12. Victims and bully-victims but not bullies are groups associated with anxiety symptomatology among Brazilian children and adolescents.

    PubMed

    Isolan, Luciano; Salum, Giovanni Abrahão; Osowski, Andrea Tochetto; Zottis, Graziela Hartmann; Manfro, Gisele Gus

    2013-10-01

    School bullying is frequent and is associated with a broad spectrum of psychiatric problems. The aims of this study were to examine the prevalence of bullying behaviors in a large sample of Brazilian children and adolescents and to investigate the association between bullying behaviors and DSM-IV anxiety symptomatology. This cross-sectional study involved completion of a questionnaire about bullying behaviors and their frequency and the Screen for Child Anxiety-Related Emotional Disorders (SCARED) that is a self-report screening tool for childhood anxiety disorders by 2,355 students. A total of 22.9 % of the sample reported frequent involvement in bullying, as a bully (7.6 %), as a victim (5.7 %), or as a bully-victim (9.6 %). In general, our findings showed that students involved in bullying behaviors, as victims or bully-victims, were more likely to have higher scores in SCARED total and its subscales than bullies and than uninvolved students. The prevalence of bullying behaviors among Brazilian youth is about average when compared with previous samples described in the literature. Victims and bully-victims, but no bullies, are groups associated with higher anxiety symptomatology.

  13. Frequency of Victimization Experiences and Well-Being Among Online, Offline, and Combined Victims on Social Online Network Sites of German Children and Adolescents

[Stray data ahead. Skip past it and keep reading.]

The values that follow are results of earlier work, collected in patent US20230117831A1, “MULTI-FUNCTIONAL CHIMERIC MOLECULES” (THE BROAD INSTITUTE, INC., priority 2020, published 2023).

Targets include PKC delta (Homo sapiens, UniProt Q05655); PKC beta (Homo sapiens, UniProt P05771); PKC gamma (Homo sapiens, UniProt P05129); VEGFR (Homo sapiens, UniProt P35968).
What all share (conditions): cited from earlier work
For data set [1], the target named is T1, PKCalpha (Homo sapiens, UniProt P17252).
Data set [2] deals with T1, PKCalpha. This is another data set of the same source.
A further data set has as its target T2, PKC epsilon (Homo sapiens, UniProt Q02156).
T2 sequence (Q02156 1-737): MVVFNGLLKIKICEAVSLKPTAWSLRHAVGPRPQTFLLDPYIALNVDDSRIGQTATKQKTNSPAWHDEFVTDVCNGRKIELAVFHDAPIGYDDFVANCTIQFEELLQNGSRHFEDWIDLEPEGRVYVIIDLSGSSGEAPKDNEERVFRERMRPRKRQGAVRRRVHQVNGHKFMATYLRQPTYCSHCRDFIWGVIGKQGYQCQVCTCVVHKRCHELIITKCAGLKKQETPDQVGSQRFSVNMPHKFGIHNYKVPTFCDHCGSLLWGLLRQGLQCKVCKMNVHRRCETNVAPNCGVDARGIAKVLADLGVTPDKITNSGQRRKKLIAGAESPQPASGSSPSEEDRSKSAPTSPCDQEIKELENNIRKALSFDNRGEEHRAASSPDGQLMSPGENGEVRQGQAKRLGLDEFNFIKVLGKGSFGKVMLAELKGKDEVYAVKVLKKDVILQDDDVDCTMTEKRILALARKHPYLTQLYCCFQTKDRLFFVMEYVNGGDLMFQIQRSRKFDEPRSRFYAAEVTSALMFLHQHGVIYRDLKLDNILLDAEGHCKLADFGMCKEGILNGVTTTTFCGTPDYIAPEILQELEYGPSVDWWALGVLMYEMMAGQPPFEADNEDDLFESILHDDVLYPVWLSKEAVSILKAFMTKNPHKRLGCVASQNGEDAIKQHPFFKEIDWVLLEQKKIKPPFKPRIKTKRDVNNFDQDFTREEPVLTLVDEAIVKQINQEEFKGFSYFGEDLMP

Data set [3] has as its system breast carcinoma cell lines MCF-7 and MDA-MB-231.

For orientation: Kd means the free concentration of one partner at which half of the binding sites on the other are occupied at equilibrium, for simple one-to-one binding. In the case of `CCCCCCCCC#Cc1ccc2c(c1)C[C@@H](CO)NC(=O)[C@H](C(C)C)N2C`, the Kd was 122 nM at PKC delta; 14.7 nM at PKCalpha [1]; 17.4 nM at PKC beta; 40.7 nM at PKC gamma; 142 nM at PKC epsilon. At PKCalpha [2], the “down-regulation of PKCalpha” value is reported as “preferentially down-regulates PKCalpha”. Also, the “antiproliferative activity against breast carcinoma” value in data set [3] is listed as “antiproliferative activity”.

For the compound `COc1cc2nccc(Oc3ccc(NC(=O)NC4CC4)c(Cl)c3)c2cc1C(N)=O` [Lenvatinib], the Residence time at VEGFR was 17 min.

PubMed Central

    Glüer, Michael; Lohaus, Arnold

    2015-01-01

    Victimization is associated with negative developmental outcomes in childhood and adolescence. However, previous studies have provided mixed results regarding the association between offline and online victimization and indicators of social, psychological, and somatic well-being. In this study, we investigated 1,890 German children and adolescents (grades 5–10, mean age = 13.9; SD = 2.1) with and without offline or online victimization experiences who participated in a social online network (SNS). Online questionnaires were used to assess previous victimization (offline, online, combined, and without), somatic and psychological symptoms, self-esteem, and social self-concept (social competence, resistance to peer influence, esteem by others). In total, 1,362 (72.1%) children and adolescents reported being a member of at least one SNS, and 377 students (28.8%) reported previous victimization. Most children and adolescents had offline victimization experiences (17.5%), whereas 2.7% reported online victimization, and 8.6% reported combined experiences. Girls reported more online and combined victimization, and boys reported more offline victimization. The type of victimization (offline, online, combined) was associated with increased reports of psychological and somatic symptoms, lower self-esteem and esteem by others, and lower resistance to peer influences. The effects were comparable for the groups with offline and online victimization. They were, however, increased in the combined group in comparison to victims with offline experiences alone. PMID:26734598

  14. Part II: Differences between Sexually Victimized and Nonsexually Victimized Male Adolescent Sexual Abusers and Delinquent Youth--Further Group Comparisons of Developmental Antecedents and Behavioral Challenges

    ERIC Educational Resources Information Center

    Leibowitz, George S.; Burton, David L.; Howard, Alan

    2012-01-01

    In a recent paper published in the "Journal of Child Sexual Abuse," we assessed the differences between sexually victimized and nonsexually victimized male adolescent sexual abusers (Burton, Duty, & Leibowitz, 2011). We found that the sexually victimized group had more severe developmental antecedents (e.g., trauma and early exposure to…

  15. Relations among Multiple Types of Peer Victimization, Reactivity to Peer Victimization, and Academic Achievement in Fifth-Grade Goys and Girls

    ERIC Educational Resources Information Center

    Morrow, Michael T.; Hubbard, Julie A.; Swift, Lauren E.

    2014-01-01